@Chris (post 3) -- That's an interesting concept. While anyone who blogs knows that tabloid stories generate the most hits, what kind of material would generate the most cash? Sure, we all love to look at Tiger Woods' stories for free, but would we pay for it? I doubt it. But would we chuck over cash for quality writing? Hmmm.

Chris in Baltimore

@girard31- I bet that right now, with the only metric available being hits, the Tiger Woods story looks more valuable than the in-depth report on financial reform. But people would probably be ashamed of themselves for reading about Woods but proud about getting through the difficult piece, and so if there were a little voluntary donation button at the bottom of each article they'd pay for the latter but not the former, giving editors a useful counterweight to the hit metric. Editors (at the Times at least) already exercise judgement in not just going for the silly hit-generators; this gives them something to back up their intuitions with. (And it would tell them which of their writers can write a comprehensible story on financial reform.)

I bet it would be especially useful in deciding whose "news analysis" and opinion pieces to publish. A lot of people might click on them because the subject matter seems interesting, only to find that the treatment is superficial or glib. Or they might click to find that they agree wholeheartedly with what is written, in which case they might enjoy endorsing the piece with a small payment.



Well, a similar restaurant exists in Ahmedabad, Gujarat, India. The owners say that they receive very few customers who do not pay at all. Most of them pay a fair price, probably out of social pressure or out of the urge to appear fair.

Laurence Leff

I proposed a more general way that the society can run this way, two types of money--we use the first to reward businesses for satisfying us and to reward government agencies and charities for doing good things of which we approve.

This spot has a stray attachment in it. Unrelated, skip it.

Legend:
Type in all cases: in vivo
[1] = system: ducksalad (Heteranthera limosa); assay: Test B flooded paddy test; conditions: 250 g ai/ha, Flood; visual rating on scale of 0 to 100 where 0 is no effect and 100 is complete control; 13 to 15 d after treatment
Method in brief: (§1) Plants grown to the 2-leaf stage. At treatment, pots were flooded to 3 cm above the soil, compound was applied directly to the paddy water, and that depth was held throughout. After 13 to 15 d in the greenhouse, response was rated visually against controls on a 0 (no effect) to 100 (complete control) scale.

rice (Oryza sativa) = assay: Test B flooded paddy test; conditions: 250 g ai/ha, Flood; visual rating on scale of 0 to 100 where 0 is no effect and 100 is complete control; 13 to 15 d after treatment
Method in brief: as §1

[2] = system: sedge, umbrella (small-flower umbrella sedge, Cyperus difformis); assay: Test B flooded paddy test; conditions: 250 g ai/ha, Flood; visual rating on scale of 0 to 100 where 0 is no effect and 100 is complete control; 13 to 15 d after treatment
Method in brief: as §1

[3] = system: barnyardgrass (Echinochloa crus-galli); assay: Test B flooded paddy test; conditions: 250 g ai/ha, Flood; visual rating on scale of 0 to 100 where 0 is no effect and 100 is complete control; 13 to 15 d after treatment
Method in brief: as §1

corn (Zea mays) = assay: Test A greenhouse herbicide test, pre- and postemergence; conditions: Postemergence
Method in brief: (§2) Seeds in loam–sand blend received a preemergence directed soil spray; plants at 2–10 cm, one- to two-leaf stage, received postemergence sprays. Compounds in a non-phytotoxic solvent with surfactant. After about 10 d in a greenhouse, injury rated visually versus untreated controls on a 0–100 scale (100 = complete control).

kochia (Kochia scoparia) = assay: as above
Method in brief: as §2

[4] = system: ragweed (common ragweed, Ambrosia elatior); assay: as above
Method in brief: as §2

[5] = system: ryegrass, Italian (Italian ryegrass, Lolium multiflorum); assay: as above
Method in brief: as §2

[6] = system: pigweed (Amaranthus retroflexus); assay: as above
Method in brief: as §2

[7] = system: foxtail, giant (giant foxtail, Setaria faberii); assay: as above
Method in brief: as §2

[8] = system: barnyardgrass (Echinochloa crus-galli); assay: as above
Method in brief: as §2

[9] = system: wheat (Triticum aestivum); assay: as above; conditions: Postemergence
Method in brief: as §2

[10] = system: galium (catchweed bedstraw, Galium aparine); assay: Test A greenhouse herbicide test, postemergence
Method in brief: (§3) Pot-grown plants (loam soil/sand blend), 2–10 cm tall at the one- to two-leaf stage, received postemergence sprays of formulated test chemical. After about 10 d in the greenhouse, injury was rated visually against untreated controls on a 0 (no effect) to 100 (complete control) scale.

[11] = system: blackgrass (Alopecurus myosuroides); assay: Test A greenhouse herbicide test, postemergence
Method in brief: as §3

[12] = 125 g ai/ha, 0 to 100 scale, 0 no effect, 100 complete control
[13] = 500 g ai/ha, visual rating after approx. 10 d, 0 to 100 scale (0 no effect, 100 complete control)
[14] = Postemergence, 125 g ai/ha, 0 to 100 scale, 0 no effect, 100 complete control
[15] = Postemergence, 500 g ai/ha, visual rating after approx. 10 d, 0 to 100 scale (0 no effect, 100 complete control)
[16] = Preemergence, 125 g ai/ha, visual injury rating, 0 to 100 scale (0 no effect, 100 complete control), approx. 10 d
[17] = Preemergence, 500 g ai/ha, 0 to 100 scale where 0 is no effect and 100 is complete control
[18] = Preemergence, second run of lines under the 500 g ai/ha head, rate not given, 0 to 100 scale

We use the other type to constrain demand, whether it be for the top physicians services, trips on full aircraft or goods such as food, energy and materials that have a high variable cost of production.


Here are links about other businesses who are offering
to work for free or what one can pay:


I recall reading in the Wall Street JOuranl about a consulting firm that told its clients to simply pay them what they think the work they did for them is worth.

Mary Jones

@Thom #6,
This particular pay what you think is fair, is not what you describe as a bait-and-switch.
They don't even offer appetizers or desserts. So you can't get gouged on those items.

This is the link for their website to their lunch menu (and a few more details about the current pricing)



It is noble idea, but it wouldn't last for sure because of the overall moral condition in US


Interesting concept - - If Microsoft were to adopt this scheme, would that mean they pay us for all the time and trouble we spend with their buggy and inefficient "plug-no-play Software?


These people are way behind with the times.....

Check out Lentil As Anything based in Melbourne, Australia http://www.lentilasanything.com/
Their philosophy goes way beyond simply eating.


I should also point out that, yes, my wife and I both pay when we eat there